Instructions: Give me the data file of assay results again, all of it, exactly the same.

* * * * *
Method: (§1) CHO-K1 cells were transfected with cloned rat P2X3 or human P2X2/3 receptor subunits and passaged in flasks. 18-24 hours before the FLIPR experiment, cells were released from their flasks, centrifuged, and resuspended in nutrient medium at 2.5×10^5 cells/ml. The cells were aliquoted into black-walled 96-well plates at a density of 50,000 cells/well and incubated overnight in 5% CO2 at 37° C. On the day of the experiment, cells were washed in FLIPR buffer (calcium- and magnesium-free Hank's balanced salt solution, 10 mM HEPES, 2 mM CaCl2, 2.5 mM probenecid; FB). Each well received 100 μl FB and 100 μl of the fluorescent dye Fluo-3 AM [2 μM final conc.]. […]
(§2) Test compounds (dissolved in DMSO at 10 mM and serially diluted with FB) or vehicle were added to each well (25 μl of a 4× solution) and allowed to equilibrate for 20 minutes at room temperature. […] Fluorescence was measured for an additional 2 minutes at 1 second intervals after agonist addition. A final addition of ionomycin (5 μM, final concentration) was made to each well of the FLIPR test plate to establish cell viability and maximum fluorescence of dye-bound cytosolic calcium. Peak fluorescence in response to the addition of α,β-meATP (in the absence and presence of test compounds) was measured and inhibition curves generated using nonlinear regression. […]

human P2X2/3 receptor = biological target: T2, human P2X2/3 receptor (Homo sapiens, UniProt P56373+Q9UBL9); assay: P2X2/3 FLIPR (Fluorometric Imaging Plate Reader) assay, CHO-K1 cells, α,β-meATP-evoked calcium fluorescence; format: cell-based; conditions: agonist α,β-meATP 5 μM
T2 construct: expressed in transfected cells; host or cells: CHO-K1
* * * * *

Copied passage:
Method: (§1) CHO-K1 cells were transfected with cloned rat P2X3 or human P2X2/3 receptor subunits and passaged in flasks. 18-24 hours before the FLIPR experiment, cells were released from their flasks, centrifuged, and resuspended in nutrient medium at 2.5×10^5 cells/ml. The cells were aliquoted into black-walled 96-well plates at a density of 50,000 cells/well and incubated overnight in 5% CO2 at 37° C. On the day of the experiment, cells were washed in FLIPR buffer (calcium- and magnesium-free Hank's balanced salt solution, 10 mM HEPES, 2 mM CaCl2, 2.5 mM probenecid; FB). Each well received 100 μl FB and 100 μl of the fluorescent dye Fluo-3 AM [2 μM final conc.]. […]
(§2) Test compounds (dissolved in DMSO at 10 mM and serially diluted with FB) or vehicle were added to each well (25 μl of a 4× solution) and allowed to equilibrate for 20 minutes at room temperature. […] Fluorescence was measured for an additional 2 minutes at 1 second intervals after agonist addition. A final addition of ionomycin (5 μM, final concentration) was made to each well of the FLIPR test plate to establish cell viability and maximum fluorescence of dye-bound cytosolic calcium. Peak fluorescence in response to the addition of α,β-meATP (in the absence and presence of test compounds) was measured and inhibition curves generated using nonlinear regression. […]

human P2X2/3 receptor = biological target: T2, human P2X2/3 receptor (Homo sapiens, UniProt P56373+Q9UBL9); assay: P2X2/3 FLIPR (Fluorometric Imaging Plate Reader) assay, CHO-K1 cells, α,β-meATP-evoked calcium fluorescence; format: cell-based; conditions: agonist α,β-meATP 5 μM
T2 construct: expressed in transfected cells; host or cells: CHO-K1